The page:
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Nigeria’s Political Deadlock Threatens Economic Rebound

Bloomberg: Nigeria’s central bank has fallen victim to a battle between President Muhammadu Buhari and his parliament.

The Monetary Policy Committee won’t meet as scheduled this week because it lacks a quorum after the Senate refused to approve Buhari’s nominees for the panel, meaning the central bank couldn’t formally set interest rates. That setback adds to the economic fallout from a longstanding political standoff: lawmakers are threatening to delay his budget for a third year amid acrimony over who is to blame for the impasse and haggling over allocations.

At the heart of the dispute is not only a supremacy battle, but an anti-corruption campaign that helped Buhari get elected in 2015 and that some lawmakers call a witch-hunt. Legislators also want projects in their constituencies funded and implemented before next year’s elections. The stalemate may jeopardize efforts to help recovery in an economy that contracted by 1.6 percent in 2016 and has yet to deal with risks that may come with the February 2019 vote.

The standoff is “a key political risk for Nigeria this year as it may get in the way of the effective functioning of the economy,” said Razia Khan, the head of macroeconomic research at Standard Chartered Bank Plc in London. “The belief is that in time the new MPC members will be appointed. If we get to the next set of meetings and they still can’t be held, there would be some disquiet among investors and concerns about the workability of Nigeria’s political system.”

Presidential spokesman Garba Shehu declined to comment when phoned on Monday and said he hadn’t been briefed on the matter.

What Our Economists Say
The cancelled MPC meeting is likely to reinforce the view that the current economic downturn has been worsened by poor policy management. The MPC is likely to have held rates at 14 percent if it had been able to meet but the prospects of rate cuts at its March and May meeting now looks more unlikely as it may take time to reach consensus on a change of policy once the committee has convened.
– Mark Bohlund, Bloomberg Economics

So far, markets have shrugged off the dispute and are betting the economic recovery will continue. Nigerian stocks have risen 18 percent this year in dollar terms, the most globally, according to data compiled by Bloomberg.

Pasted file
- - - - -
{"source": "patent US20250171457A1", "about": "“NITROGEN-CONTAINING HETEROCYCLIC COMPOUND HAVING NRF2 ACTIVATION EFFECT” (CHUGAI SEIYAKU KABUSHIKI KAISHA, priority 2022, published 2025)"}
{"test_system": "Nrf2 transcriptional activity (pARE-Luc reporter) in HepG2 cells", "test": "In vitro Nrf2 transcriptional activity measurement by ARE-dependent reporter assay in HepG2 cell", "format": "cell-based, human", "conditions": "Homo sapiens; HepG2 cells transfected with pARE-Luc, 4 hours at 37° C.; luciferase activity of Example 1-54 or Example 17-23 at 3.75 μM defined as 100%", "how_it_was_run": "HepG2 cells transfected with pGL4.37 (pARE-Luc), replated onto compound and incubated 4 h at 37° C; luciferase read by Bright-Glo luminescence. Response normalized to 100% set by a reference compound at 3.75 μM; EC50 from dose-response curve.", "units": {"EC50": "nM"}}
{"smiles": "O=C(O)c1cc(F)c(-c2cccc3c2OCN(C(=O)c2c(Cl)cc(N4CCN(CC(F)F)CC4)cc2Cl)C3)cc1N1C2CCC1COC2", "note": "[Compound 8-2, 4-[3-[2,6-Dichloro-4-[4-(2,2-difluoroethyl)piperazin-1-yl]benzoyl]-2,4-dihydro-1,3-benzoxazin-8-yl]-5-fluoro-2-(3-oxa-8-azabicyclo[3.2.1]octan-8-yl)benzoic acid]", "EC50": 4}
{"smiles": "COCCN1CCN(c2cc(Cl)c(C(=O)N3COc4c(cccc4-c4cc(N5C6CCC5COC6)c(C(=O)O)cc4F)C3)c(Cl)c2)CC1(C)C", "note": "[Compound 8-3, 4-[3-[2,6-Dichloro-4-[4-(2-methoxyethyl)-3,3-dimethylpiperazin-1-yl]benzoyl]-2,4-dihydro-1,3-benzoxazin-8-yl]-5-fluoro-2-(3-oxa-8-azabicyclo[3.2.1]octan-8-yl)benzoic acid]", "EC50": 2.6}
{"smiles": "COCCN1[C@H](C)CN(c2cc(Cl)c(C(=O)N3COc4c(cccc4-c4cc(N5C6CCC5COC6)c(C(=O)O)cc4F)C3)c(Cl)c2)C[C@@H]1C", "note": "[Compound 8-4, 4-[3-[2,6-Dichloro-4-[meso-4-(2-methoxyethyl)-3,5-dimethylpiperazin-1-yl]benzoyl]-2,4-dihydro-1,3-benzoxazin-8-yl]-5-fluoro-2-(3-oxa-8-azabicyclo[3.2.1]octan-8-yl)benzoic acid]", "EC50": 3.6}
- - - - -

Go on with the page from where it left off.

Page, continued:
Rafiu Ibrahim, head of the Senate’s banking committee, said last week the body has an “issue with the executive.”

Budget Approval

In the absence of a MPC meeting, the central bank’s key rate remains at 14 percent, where it’s been since July 2016, Governor Godwin Emefiele said in a statement Monday. That’s despite remarks by Emefiele in November that the committee may consider loosening policy early this year. This is the first time in at least two years that a scheduled MPC meeting didn’t take place.

Even more important, according to Standard Chartered’s Khan, is the approval of the 2018 budget, in which a third of the spending is earmarked for investment in infrastructure to help spur economic growth.

“The budget has a much more immediate impact on the economy that anything the newly formulated MPC could do,” she said.

The impasse over so-called constituency projects may determine when the budget is approved, according to Clement Nwankwo, executive director of the Abuja-based Policy and Legal Advocacy Centre.

The legislature had approved the projects and the executive refused to implement, Nwankwo said. “The view of National Assembly members is that that aspect of the budget has been singled out for neglect,” he said.

The Senate has twice rejected Buhari’s nomination of Ibrahim Magu as chairman of the anti-graft agency, the Economic and Financial Crimes Commission. Buhari left Magu to continue running the agency in an acting capacity, angering lawmakers. At the same time, the EFCC is trying to pursue a case of false declaration of assets against the Senate President Bukola Saraki, Nigeria’s third-most senior public official after the president and his deputy.

Saraki’s trial and Magu’s confirmation are symptoms “of how the legislature has been fighting for its own independence and it feels that the executive and its agencies are undermining its authority,” Oluseun Onigbinde, head of Lagos-based BudgIT, a civic group that lobbies for government transparency, said.

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